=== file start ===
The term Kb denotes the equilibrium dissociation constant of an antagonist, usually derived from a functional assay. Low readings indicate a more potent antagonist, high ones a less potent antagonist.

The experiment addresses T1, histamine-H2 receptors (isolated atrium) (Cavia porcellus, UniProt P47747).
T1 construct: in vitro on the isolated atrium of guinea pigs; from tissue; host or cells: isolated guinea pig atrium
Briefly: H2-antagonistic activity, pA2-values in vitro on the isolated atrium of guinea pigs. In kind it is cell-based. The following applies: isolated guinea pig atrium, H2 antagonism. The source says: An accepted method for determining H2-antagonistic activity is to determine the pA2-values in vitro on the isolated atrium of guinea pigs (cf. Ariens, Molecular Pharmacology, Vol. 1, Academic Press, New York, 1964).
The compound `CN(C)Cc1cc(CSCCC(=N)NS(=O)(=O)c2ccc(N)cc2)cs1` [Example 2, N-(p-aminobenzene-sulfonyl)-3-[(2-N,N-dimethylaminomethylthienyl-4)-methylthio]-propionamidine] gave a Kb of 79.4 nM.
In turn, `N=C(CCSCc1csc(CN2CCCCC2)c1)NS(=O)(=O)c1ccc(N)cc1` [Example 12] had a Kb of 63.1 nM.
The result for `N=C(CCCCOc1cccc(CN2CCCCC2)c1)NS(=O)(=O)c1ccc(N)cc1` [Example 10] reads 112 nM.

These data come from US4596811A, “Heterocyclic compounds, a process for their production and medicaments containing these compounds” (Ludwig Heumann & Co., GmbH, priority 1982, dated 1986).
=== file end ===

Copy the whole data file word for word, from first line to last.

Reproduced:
The term Kb denotes the equilibrium dissociation constant of an antagonist, usually derived from a functional assay. Low readings indicate a more potent antagonist, high ones a less potent antagonist.

The experiment addresses T1, histamine-H2 receptors (isolated atrium) (Cavia porcellus, UniProt P47747).
T1 construct: in vitro on the isolated atrium of guinea pigs; from tissue; host or cells: isolated guinea pig atrium
Briefly: H2-antagonistic activity, pA2-values in vitro on the isolated atrium of guinea pigs. In kind it is cell-based. The following applies: isolated guinea pig atrium, H2 antagonism. The source says: An accepted method for determining H2-antagonistic activity is to determine the pA2-values in vitro on the isolated atrium of guinea pigs (cf. Ariens, Molecular Pharmacology, Vol. 1, Academic Press, New York, 1964).
The compound `CN(C)Cc1cc(CSCCC(=N)NS(=O)(=O)c2ccc(N)cc2)cs1` [Example 2, N-(p-aminobenzene-sulfonyl)-3-[(2-N,N-dimethylaminomethylthienyl-4)-methylthio]-propionamidine] gave a Kb of 79.4 nM.
In turn, `N=C(CCSCc1csc(CN2CCCCC2)c1)NS(=O)(=O)c1ccc(N)cc1` [Example 12] had a Kb of 63.1 nM.
The result for `N=C(CCCCOc1cccc(CN2CCCCC2)c1)NS(=O)(=O)c1ccc(N)cc1` [Example 10] reads 112 nM.

These data come from US4596811A, “Heterocyclic compounds, a process for their production and medicaments containing these compounds” (Ludwig Heumann & Co., GmbH, priority 1982, dated 1986).